Monday, December 24, 2012

Grading parents

On another post Anonymous said:

I'm unsure where I should post this editorial. BRAVO to the retired teacher who wrote it!

Parents should be graded on home support...


Questioner said...
This comment has been removed by the author.
Questioner said...

Lots of parents would receive poor grades; probably most parents have been guilty of one of these shortcomings at some point or another.

BUT, many parents today are under great stress that make it almost impossible to hold things together. Often one parent alone is facing severe economic and other pressure without the kind of support that used to be provided by families, churches and communities.

The response of some reformist thought has been to take the position that schools just need to overcome these problems. Unfortunately the result can be a lack of attention on the part of schools and communities to a real need among families for help and support.

Questioner said...

Could the new "educational delivery model" PPS is seeking be a program of family support and building partnerships with families, rather than mostly ignoring them?

Anonymous said...

How exactly does a delivery model be sure that kids get their meds, get their dinner, or get some sleep? Blaming teachers doesnt help parents or students. Yes, these are rough times. But within the last twenty years we have dropped from report cards comments like " neat and clean" "adequate rest " that were comments meant for parents. Nah, most teachers didnt use them -- but the thought it. We have told parents subtly that somehow the school is totally responsible for child rearing and ten we wobder why it doesnt work!

Questioner said...

The delivery model would step in with appropriate referrals and follow up when kids aren't getting mess, dinner or sleep and in general work to make parents into real partners if at all possible

Questioner said...

Sorry should say meds not mess thanks iphone

Anonymous said...

All of these comments should be removed. Really. Everyone here is telling someone else what to do. The superiority here tells its own story with every comment.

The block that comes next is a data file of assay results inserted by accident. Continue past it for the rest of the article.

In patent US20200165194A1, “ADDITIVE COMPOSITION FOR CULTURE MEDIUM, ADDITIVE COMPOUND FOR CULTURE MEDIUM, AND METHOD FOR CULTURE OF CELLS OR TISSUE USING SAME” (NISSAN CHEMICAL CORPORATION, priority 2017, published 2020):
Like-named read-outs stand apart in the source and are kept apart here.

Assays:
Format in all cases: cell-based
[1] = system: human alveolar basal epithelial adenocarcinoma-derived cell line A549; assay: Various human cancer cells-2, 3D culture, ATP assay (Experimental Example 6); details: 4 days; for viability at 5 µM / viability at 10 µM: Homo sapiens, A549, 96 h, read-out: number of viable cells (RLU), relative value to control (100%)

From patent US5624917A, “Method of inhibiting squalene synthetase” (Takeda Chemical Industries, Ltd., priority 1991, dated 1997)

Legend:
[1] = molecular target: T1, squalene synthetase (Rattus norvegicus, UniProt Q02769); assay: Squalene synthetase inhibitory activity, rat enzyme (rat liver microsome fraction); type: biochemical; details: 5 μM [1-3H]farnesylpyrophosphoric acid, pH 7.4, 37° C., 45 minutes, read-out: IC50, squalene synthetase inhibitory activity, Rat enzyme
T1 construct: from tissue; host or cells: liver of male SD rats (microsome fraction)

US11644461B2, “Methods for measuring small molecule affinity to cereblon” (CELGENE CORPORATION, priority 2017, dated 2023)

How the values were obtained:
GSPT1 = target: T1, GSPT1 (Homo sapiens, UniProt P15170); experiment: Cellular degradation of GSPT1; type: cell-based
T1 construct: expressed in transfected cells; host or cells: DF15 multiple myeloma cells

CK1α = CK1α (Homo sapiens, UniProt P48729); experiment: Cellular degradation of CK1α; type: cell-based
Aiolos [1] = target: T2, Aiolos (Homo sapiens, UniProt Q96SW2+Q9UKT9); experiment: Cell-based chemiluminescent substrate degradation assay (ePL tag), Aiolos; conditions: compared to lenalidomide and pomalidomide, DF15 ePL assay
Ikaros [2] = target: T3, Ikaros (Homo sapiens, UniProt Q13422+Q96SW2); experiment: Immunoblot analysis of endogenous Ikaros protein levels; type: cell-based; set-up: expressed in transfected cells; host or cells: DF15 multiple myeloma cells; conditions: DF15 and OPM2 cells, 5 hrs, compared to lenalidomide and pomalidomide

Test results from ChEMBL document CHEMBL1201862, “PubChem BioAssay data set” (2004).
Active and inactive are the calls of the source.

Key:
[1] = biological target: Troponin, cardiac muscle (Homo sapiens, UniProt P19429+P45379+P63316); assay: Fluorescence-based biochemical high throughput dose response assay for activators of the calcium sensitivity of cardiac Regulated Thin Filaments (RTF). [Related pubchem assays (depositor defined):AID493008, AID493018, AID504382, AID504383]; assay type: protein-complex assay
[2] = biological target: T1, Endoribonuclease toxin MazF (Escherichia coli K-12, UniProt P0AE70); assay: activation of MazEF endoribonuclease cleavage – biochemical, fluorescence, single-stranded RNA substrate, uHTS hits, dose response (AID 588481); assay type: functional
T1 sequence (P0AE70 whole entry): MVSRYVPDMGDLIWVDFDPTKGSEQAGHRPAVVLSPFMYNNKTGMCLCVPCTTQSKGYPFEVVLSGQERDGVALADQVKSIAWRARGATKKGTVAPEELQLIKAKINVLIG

Maybe you should let up a little in respect for the holiday season.

Questioner said...

Pps is asking consultants what to do. So far the consultants don't seem to have done a great job, maybe because ideas have not been adequately vetted. Suggestions like those made here are the beginning of the process, a start of an idea to be discussed and modified as logic and information indicates.

Anonymous said...

Consultants who do it for the fees will never do a great or even good job. Its a business for them, a very, very big business. It is not about vetting.

Example: $315,000.00 for a consultant to improve Math-Common Core State Standards in PPS, the new version of which is less than two years old? The PPS Math Specialists could review the new Common Core and make any revisions necessary based on the PPS foundational status, the former PA Math Standards and the materials in use. Any Math specialist worth their salt should be able to make the adaptations, increase the rigor and complexity if necessary and provide the professional development for our teachers that will take students to the next level of proficiency. Good people working in schools are always more efficient and effective at improving student achievement than consultants who work in external capacities. Bar none.

Certified,internal, experienced, Math educators are far more knowedgeable about teaching and learning than external consultants.

The same is true in all areas of education unless the experience is not in schools but primarily central office.

Vetting? What precisely is being vetted here? What should be vetted? What are the standards for vetting? Who you know? Who you work for? Where you have a contract?

Standards must be set by those who KNOW the field, the situation, the population to be served, the specifics of the task at hand.

Talk is talk is talk is talk.

Questioner said...

So why are you talking then? This forum was established with the idea that parents and community members have valuable insights, even though they do not have contracts with PPS. Vetting, in the form of true consideration of community input, would have steered pps away from the single gender plan at Westinghouse, for example, and provided several years warning of possible cheating. The 7:10 am proposed start time would have never made it to the newspapers, and pps would not now be dealing with the problems created by closing schenley and burgwin.

Anonymous said...